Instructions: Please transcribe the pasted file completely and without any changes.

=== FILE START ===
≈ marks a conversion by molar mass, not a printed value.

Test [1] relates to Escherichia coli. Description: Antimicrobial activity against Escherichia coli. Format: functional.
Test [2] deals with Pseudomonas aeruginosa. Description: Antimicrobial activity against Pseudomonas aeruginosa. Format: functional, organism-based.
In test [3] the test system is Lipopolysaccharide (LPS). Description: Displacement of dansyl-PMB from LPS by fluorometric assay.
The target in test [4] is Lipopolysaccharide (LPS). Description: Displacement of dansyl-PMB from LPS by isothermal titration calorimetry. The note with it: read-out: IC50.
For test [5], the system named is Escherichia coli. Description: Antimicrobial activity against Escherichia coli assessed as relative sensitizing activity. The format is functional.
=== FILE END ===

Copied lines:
≈ marks a conversion by molar mass, not a printed value.

Test [1] relates to Escherichia coli. Description: Antimicrobial activity against Escherichia coli. Format: functional.
Test [2] deals with Pseudomonas aeruginosa. Description: Antimicrobial activity against Pseudomonas aeruginosa. Format: functional, organism-based.
In test [3] the test system is Lipopolysaccharide (LPS). Description: Displacement of dansyl-PMB from LPS by fluorometric assay.
The target in test [4] is Lipopolysaccharide (LPS). Description: Displacement of dansyl-PMB from LPS by isothermal titration calorimetry. The note with it: read-out: IC50.
For test [5], the system named is Escherichia coli. Description: Antimicrobial activity against Escherichia coli assessed as relative sensitizing activity. The format is functional.